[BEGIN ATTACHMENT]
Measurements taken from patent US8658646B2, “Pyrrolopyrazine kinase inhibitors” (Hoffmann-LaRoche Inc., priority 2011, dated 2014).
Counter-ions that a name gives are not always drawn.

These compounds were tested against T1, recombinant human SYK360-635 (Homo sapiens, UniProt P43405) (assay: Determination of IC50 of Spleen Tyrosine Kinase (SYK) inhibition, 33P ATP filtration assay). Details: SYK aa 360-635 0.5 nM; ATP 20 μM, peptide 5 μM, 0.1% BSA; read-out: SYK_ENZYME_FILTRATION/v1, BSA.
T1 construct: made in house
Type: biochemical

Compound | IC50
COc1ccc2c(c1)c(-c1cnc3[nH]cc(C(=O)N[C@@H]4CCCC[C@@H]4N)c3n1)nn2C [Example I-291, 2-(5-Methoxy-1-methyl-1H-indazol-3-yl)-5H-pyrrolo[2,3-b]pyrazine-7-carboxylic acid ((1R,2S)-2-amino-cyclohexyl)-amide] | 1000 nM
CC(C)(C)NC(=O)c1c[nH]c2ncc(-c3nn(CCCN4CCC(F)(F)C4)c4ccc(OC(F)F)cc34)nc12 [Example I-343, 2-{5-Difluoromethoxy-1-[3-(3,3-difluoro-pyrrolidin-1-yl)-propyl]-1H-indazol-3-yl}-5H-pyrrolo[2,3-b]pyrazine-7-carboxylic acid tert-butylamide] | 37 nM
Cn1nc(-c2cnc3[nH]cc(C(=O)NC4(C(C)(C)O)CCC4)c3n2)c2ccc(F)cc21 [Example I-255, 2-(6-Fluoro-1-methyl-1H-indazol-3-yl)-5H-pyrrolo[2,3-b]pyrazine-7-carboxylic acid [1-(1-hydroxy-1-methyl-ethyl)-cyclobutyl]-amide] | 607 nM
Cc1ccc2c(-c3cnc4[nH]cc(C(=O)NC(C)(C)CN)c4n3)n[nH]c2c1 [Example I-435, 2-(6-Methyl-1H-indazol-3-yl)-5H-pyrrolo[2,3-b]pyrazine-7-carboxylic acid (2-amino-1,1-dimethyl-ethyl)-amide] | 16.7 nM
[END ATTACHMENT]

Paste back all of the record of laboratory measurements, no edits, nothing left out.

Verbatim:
Measurements taken from patent US8658646B2, “Pyrrolopyrazine kinase inhibitors” (Hoffmann-LaRoche Inc., priority 2011, dated 2014).
Counter-ions that a name gives are not always drawn.

These compounds were tested against T1, recombinant human SYK360-635 (Homo sapiens, UniProt P43405) (assay: Determination of IC50 of Spleen Tyrosine Kinase (SYK) inhibition, 33P ATP filtration assay). Details: SYK aa 360-635 0.5 nM; ATP 20 μM, peptide 5 μM, 0.1% BSA; read-out: SYK_ENZYME_FILTRATION/v1, BSA.
T1 construct: made in house
Type: biochemical

Compound | IC50
COc1ccc2c(c1)c(-c1cnc3[nH]cc(C(=O)N[C@@H]4CCCC[C@@H]4N)c3n1)nn2C [Example I-291, 2-(5-Methoxy-1-methyl-1H-indazol-3-yl)-5H-pyrrolo[2,3-b]pyrazine-7-carboxylic acid ((1R,2S)-2-amino-cyclohexyl)-amide] | 1000 nM
CC(C)(C)NC(=O)c1c[nH]c2ncc(-c3nn(CCCN4CCC(F)(F)C4)c4ccc(OC(F)F)cc34)nc12 [Example I-343, 2-{5-Difluoromethoxy-1-[3-(3,3-difluoro-pyrrolidin-1-yl)-propyl]-1H-indazol-3-yl}-5H-pyrrolo[2,3-b]pyrazine-7-carboxylic acid tert-butylamide] | 37 nM
Cn1nc(-c2cnc3[nH]cc(C(=O)NC4(C(C)(C)O)CCC4)c3n2)c2ccc(F)cc21 [Example I-255, 2-(6-Fluoro-1-methyl-1H-indazol-3-yl)-5H-pyrrolo[2,3-b]pyrazine-7-carboxylic acid [1-(1-hydroxy-1-methyl-ethyl)-cyclobutyl]-amide] | 607 nM
Cc1ccc2c(-c3cnc4[nH]cc(C(=O)NC(C)(C)CN)c4n3)n[nH]c2c1 [Example I-435, 2-(6-Methyl-1H-indazol-3-yl)-5H-pyrrolo[2,3-b]pyrazine-7-carboxylic acid (2-amino-1,1-dimethyl-ethyl)-amide] | 16.7 nM